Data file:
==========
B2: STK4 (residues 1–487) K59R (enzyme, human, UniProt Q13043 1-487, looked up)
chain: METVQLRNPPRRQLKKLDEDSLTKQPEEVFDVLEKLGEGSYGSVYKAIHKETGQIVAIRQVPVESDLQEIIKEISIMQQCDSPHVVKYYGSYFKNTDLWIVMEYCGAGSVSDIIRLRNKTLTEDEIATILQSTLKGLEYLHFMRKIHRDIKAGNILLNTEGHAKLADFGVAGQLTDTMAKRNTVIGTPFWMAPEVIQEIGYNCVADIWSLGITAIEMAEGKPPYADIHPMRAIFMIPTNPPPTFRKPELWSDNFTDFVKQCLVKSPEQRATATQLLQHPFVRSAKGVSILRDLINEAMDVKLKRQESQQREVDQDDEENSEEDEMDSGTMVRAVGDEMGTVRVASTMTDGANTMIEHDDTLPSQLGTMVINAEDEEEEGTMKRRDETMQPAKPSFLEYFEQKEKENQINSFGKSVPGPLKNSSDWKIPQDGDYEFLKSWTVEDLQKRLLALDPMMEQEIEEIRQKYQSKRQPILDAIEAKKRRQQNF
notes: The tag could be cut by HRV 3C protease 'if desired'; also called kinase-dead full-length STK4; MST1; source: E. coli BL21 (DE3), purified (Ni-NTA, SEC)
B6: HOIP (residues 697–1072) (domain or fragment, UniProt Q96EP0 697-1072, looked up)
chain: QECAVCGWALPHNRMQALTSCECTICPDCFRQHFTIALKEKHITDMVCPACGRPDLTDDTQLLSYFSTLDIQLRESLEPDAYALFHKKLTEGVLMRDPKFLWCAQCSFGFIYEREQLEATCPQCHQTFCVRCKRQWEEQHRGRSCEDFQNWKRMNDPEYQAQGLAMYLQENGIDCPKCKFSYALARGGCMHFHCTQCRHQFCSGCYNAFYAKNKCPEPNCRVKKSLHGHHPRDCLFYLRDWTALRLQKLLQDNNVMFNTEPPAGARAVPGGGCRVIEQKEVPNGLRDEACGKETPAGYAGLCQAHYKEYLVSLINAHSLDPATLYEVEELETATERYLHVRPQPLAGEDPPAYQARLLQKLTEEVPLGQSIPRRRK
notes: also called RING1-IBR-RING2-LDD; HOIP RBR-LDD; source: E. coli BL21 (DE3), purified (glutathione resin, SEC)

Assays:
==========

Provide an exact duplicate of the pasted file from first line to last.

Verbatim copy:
B2: STK4 (residues 1–487) K59R (enzyme, human, UniProt Q13043 1-487, looked up)
chain: METVQLRNPPRRQLKKLDEDSLTKQPEEVFDVLEKLGEGSYGSVYKAIHKETGQIVAIRQVPVESDLQEIIKEISIMQQCDSPHVVKYYGSYFKNTDLWIVMEYCGAGSVSDIIRLRNKTLTEDEIATILQSTLKGLEYLHFMRKIHRDIKAGNILLNTEGHAKLADFGVAGQLTDTMAKRNTVIGTPFWMAPEVIQEIGYNCVADIWSLGITAIEMAEGKPPYADIHPMRAIFMIPTNPPPTFRKPELWSDNFTDFVKQCLVKSPEQRATATQLLQHPFVRSAKGVSILRDLINEAMDVKLKRQESQQREVDQDDEENSEEDEMDSGTMVRAVGDEMGTVRVASTMTDGANTMIEHDDTLPSQLGTMVINAEDEEEEGTMKRRDETMQPAKPSFLEYFEQKEKENQINSFGKSVPGPLKNSSDWKIPQDGDYEFLKSWTVEDLQKRLLALDPMMEQEIEEIRQKYQSKRQPILDAIEAKKRRQQNF
notes: The tag could be cut by HRV 3C protease 'if desired'; also called kinase-dead full-length STK4; MST1; source: E. coli BL21 (DE3), purified (Ni-NTA, SEC)
B6: HOIP (residues 697–1072) (domain or fragment, UniProt Q96EP0 697-1072, looked up)
chain: QECAVCGWALPHNRMQALTSCECTICPDCFRQHFTIALKEKHITDMVCPACGRPDLTDDTQLLSYFSTLDIQLRESLEPDAYALFHKKLTEGVLMRDPKFLWCAQCSFGFIYEREQLEATCPQCHQTFCVRCKRQWEEQHRGRSCEDFQNWKRMNDPEYQAQGLAMYLQENGIDCPKCKFSYALARGGCMHFHCTQCRHQFCSGCYNAFYAKNKCPEPNCRVKKSLHGHHPRDCLFYLRDWTALRLQKLLQDNNVMFNTEPPAGARAVPGGGCRVIEQKEVPNGLRDEACGKETPAGYAGLCQAHYKEYLVSLINAHSLDPATLYEVEELETATERYLHVRPQPLAGEDPPAYQARLLQKLTEEVPLGQSIPRRRK
notes: also called RING1-IBR-RING2-LDD; HOIP RBR-LDD; source: E. coli BL21 (DE3), purified (glutathione resin, SEC)

Assays: